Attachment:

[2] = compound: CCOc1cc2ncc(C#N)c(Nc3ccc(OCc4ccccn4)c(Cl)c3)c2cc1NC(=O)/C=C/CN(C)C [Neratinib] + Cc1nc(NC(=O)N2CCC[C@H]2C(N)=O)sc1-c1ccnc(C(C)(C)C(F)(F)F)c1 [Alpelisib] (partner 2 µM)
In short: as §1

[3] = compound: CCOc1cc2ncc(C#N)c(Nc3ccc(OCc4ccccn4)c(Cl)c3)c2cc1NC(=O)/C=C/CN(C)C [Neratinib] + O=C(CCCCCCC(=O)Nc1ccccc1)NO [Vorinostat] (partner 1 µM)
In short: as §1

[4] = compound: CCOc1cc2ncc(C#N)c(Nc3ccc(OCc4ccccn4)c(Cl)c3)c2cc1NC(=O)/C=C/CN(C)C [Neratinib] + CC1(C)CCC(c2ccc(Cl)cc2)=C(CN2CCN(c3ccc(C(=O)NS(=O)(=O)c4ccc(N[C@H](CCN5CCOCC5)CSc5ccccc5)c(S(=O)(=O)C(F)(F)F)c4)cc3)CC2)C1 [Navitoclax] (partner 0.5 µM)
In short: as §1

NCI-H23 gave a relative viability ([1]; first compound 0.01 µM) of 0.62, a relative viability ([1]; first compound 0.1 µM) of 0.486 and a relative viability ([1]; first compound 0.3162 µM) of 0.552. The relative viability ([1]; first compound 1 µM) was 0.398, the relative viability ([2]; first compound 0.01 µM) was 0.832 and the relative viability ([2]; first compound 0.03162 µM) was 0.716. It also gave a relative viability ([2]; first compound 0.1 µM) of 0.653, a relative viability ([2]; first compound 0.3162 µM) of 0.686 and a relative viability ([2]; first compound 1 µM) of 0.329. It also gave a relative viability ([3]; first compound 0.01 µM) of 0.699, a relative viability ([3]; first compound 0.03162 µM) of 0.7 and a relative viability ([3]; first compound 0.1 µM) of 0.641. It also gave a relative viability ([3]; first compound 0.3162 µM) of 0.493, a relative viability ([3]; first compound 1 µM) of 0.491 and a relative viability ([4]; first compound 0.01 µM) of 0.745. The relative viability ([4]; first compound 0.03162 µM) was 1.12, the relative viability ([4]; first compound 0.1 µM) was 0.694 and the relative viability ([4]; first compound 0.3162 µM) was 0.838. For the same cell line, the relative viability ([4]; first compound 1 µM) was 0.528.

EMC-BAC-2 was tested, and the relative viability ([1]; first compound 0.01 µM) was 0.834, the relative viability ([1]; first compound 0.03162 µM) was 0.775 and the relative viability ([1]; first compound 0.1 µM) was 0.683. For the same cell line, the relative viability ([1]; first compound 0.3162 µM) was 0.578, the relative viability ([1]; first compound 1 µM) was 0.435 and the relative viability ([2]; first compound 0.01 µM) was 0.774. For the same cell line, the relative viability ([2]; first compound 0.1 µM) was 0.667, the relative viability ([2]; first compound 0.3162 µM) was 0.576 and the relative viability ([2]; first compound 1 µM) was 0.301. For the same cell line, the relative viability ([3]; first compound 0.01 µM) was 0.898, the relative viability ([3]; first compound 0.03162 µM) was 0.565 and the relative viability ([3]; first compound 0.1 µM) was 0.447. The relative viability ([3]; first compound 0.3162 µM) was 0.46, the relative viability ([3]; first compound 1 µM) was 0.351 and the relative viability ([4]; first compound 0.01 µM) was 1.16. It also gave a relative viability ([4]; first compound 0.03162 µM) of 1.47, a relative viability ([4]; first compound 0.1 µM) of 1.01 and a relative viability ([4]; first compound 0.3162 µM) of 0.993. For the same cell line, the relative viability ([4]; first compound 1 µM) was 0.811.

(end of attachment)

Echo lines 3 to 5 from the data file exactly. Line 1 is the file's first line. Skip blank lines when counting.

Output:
[3] = compound: CCOc1cc2ncc(C#N)c(Nc3ccc(OCc4ccccn4)c(Cl)c3)c2cc1NC(=O)/C=C/CN(C)C [Neratinib] + O=C(CCCCCCC(=O)Nc1ccccc1)NO [Vorinostat] (partner 1 µM)
In short: as §1

[4] = compound: CCOc1cc2ncc(C#N)c(Nc3ccc(OCc4ccccn4)c(Cl)c3)c2cc1NC(=O)/C=C/CN(C)C [Neratinib] + CC1(C)CCC(c2ccc(Cl)cc2)=C(CN2CCN(c3ccc(C(=O)NS(=O)(=O)c4ccc(N[C@H](CCN5CCOCC5)CSc5ccccc5)c(S(=O)(=O)C(F)(F)F)c4)cc3)CC2)C1 [Navitoclax] (partner 0.5 µM)